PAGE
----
On Disc 2 of the ‘Doctor Who – The Collection – Season 17’ Blu-ray, the mono sound audio mix option, the DVD audio commentary, the ‘Paris in the Springtime’ making-of documentary, the ‘Paris, W12’ studio footage, ‘Prehistoric Landscapes’, the Douglas Adams interview about him and ‘Destiny of the Daleks’ director Ken Grieve visiting Paris in 1979, and the Tom Baker/John Cleese sketch can be found on there. The info-text commentary option and the photo gallery for ‘City of Death’ as well as the ‘Chicken Wrangler’ visual effects footage have been updated for 2021 on the Blu-ray. Sadly, the ‘Eye on…Blatchford’ spoof, the ‘Doctor Who Annual 1980’ PDF, the ‘Jagoroth Battlecrusiers Inc.’ advert and the ‘Good Wolf’/’Bad Wolf’ sketch aren’t included on the ‘City of Death’ Blu-ray disc.
The new special features on Blu-ray include the ‘Behind the Sofa’ feature on ‘City of Death’ with Colin Baker (The Sixth Doctor) and Matthew Waterhouse (Adric) as well as Katy Manning (Jo Grant) and Nicola Bryant (Peri) as well as visual effects designer Mat Irvine, costume designer June Hudson and director Graeme Harper. There’s the ‘Directing Who’ interview with director Michael Hayes (taken from ‘The Armageddon Factor’ DVD); a ‘Designing City of Death’ interview with designer Richard McManan-Smith; a documentary about Douglas Adams called ‘The Hitch-Hiker’s Guide to Douglas Adams’; film trims called ‘From The Cutting Room Floor’; a ‘Blue Peter’ item with K-9; the BBC trailers and continuity announcements of the story, including an announcement for the next story in Season 17 called ‘The Creature From The Pit’ which was included at the end of ‘Part Four’ of ‘City of Death’; and a ‘coming soon’ trailer for ‘The Creature From The Pit’ with Tom Baker, Lalla Ward and K-9. There are also two brand-new Blu-ray audio commentaries for ‘City of Death’. The first one is on ‘Parts One and Four’ of the story with Tom Baker, moderated by Toby Hadoke; and the second one is on ‘Parts One to Four’ of the story with Lalla Ward and Catherine Schell, moderated by Matthew Sweet.
On the PDF front, there are production documents; scripts for the story, including four rehearsal scripts, four camera scripts and four editing scripts; Ian Scoones’ visual effects storyboards; Doreen James’ costume designs; the chateau set design drawings; the ‘Radio Times Listings’ of the story; studio footage and location footage.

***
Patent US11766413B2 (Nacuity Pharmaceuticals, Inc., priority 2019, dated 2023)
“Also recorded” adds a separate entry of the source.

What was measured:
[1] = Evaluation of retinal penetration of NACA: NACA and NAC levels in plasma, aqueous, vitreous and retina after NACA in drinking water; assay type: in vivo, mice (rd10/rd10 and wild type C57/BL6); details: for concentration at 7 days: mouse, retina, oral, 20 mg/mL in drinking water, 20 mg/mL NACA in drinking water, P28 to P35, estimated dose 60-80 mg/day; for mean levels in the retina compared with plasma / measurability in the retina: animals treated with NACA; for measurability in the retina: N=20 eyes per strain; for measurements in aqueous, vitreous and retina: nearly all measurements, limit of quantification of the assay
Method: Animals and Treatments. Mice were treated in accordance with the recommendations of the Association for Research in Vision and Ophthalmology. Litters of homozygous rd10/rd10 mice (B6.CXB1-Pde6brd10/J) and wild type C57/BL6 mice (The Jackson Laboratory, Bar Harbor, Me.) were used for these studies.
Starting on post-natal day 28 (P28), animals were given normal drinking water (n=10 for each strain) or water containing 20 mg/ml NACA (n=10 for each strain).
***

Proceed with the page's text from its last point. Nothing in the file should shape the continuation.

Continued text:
If you want comedy-drama in ‘Doctor Who’, this story is the one for you! With Julian Glover as the villain; Tom Baker as the Doctor; a fantastic John Cleese and Eleanor Bron cameo; and lovely, witty dialogue by Douglas Adams himself, this does provide the ingredients of a good French cheese omelette! 😀
‘City of Death’ is a classy, stylish ‘Doctor Who’ story that is one of my favourites and one that I will always cherish! I have dreams of going to Paris from watching this story and it’s definitely a story that became my inspiration in writing my own fan-fiction and embracing my love for the TV series. 🙂
“Bye, bye Duggan!” 😀
‘City of Death’ rating – 10/10
‘CITY OF DEATH’ (TV SOUNDTRACK)
Please feel free to comment on my review.
Paris in the Springtime on Audio
In 2017, I listened to the TV soundtrack of one of my favourite ‘Doctor Who’ stories with Tom Baker – ‘The Pirate Planet’. So it was only fair for me to listen to the TV soundtrack of another one of my favourite ‘Doctor Who’ stories with Tom Baker – ‘City of Death’. How was it? It was pretty amazing!!!
‘City of Death’ is my second favourite ‘Doctor Who’ story from the TV series (the first being ‘Black Orchid’). It’s also my absolute favourite story from the Tom Baker era in general. I’ve seen the TV story and I’ve enjoyed reading/hearing the novelization/audiobook. The TV soundtrack was such a delight for me!
I love everything about this story, including Tom Baker himself; the great writing by Douglas Adams from the story ideas of David Fisher; Duggan; and the brilliant villainous performance of Julian Glover as Scarlioni/Scaroth. So listening to the TV story on audio via a download on Audible was irresistible.
The TV soundtrack is given linking narration by Lalla Ward. I enjoyed listening to Lalla’s linking narration and how she described certain scenes in the story. There were times when the soundtrack paused in certain scenes to allow Lalla to provide the narration of what was happening in the action.
Again, like with ‘The Pirate Planet’ TV soundtrack, I’m not sure why ‘City of Death’ was given a TV soundtrack audio release, since it’s not one of the lost stories from the black-and-white days. The same has applied to other Fourth Doctor stories such as ‘Horror of Fang Rock’ and ‘Destiny of the Daleks’.
But it’s nice to have and it’s good to listen to when you’re on holiday, whether it’s on audio CD or as an audio download from Audible. The TV soundtrack has also allowed me to rediscover ‘City of Death’ in a new way by finding new aspects to the story I hadn’t noticed before when I saw it on DVD.